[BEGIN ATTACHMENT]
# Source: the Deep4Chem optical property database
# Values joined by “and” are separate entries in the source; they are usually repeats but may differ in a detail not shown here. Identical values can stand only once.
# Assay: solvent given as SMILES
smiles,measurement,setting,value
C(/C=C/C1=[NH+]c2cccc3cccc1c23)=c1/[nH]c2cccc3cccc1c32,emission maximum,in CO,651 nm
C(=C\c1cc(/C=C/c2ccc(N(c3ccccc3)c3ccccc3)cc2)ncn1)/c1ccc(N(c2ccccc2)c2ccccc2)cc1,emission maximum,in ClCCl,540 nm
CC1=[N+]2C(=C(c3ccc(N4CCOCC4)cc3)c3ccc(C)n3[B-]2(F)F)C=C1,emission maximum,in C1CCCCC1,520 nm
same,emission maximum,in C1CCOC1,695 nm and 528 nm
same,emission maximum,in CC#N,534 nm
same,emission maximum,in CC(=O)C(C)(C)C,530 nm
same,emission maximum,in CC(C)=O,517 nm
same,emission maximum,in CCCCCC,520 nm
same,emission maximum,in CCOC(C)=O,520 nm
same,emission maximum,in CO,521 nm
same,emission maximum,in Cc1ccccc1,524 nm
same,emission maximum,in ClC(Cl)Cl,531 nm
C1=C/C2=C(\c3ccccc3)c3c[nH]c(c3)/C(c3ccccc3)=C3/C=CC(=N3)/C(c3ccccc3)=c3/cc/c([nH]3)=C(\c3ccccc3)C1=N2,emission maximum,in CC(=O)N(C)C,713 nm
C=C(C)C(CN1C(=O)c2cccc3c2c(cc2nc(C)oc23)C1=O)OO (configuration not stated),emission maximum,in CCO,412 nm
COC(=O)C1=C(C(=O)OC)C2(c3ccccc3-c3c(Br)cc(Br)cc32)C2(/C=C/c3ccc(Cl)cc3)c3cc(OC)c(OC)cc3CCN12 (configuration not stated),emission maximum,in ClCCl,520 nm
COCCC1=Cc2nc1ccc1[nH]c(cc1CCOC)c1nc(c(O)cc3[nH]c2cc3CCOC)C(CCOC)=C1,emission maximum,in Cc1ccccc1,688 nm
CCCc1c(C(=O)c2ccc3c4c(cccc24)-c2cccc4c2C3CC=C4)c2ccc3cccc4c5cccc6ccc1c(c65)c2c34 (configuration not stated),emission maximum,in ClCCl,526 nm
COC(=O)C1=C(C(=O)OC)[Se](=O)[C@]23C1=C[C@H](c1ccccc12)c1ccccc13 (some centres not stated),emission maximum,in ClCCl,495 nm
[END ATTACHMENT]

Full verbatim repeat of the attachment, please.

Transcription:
# Source: the Deep4Chem optical property database
# Values joined by “and” are separate entries in the source; they are usually repeats but may differ in a detail not shown here. Identical values can stand only once.
# Assay: solvent given as SMILES
smiles,measurement,setting,value
C(/C=C/C1=[NH+]c2cccc3cccc1c23)=c1/[nH]c2cccc3cccc1c32,emission maximum,in CO,651 nm
C(=C\c1cc(/C=C/c2ccc(N(c3ccccc3)c3ccccc3)cc2)ncn1)/c1ccc(N(c2ccccc2)c2ccccc2)cc1,emission maximum,in ClCCl,540 nm
CC1=[N+]2C(=C(c3ccc(N4CCOCC4)cc3)c3ccc(C)n3[B-]2(F)F)C=C1,emission maximum,in C1CCCCC1,520 nm
same,emission maximum,in C1CCOC1,695 nm and 528 nm
same,emission maximum,in CC#N,534 nm
same,emission maximum,in CC(=O)C(C)(C)C,530 nm
same,emission maximum,in CC(C)=O,517 nm
same,emission maximum,in CCCCCC,520 nm
same,emission maximum,in CCOC(C)=O,520 nm
same,emission maximum,in CO,521 nm
same,emission maximum,in Cc1ccccc1,524 nm
same,emission maximum,in ClC(Cl)Cl,531 nm
C1=C/C2=C(\c3ccccc3)c3c[nH]c(c3)/C(c3ccccc3)=C3/C=CC(=N3)/C(c3ccccc3)=c3/cc/c([nH]3)=C(\c3ccccc3)C1=N2,emission maximum,in CC(=O)N(C)C,713 nm
C=C(C)C(CN1C(=O)c2cccc3c2c(cc2nc(C)oc23)C1=O)OO (configuration not stated),emission maximum,in CCO,412 nm
COC(=O)C1=C(C(=O)OC)C2(c3ccccc3-c3c(Br)cc(Br)cc32)C2(/C=C/c3ccc(Cl)cc3)c3cc(OC)c(OC)cc3CCN12 (configuration not stated),emission maximum,in ClCCl,520 nm
COCCC1=Cc2nc1ccc1[nH]c(cc1CCOC)c1nc(c(O)cc3[nH]c2cc3CCOC)C(CCOC)=C1,emission maximum,in Cc1ccccc1,688 nm
CCCc1c(C(=O)c2ccc3c4c(cccc24)-c2cccc4c2C3CC=C4)c2ccc3cccc4c5cccc6ccc1c(c65)c2c34 (configuration not stated),emission maximum,in ClCCl,526 nm
COC(=O)C1=C(C(=O)OC)[Se](=O)[C@]23C1=C[C@H](c1ccccc12)c1ccccc13 (some centres not stated),emission maximum,in ClCCl,495 nm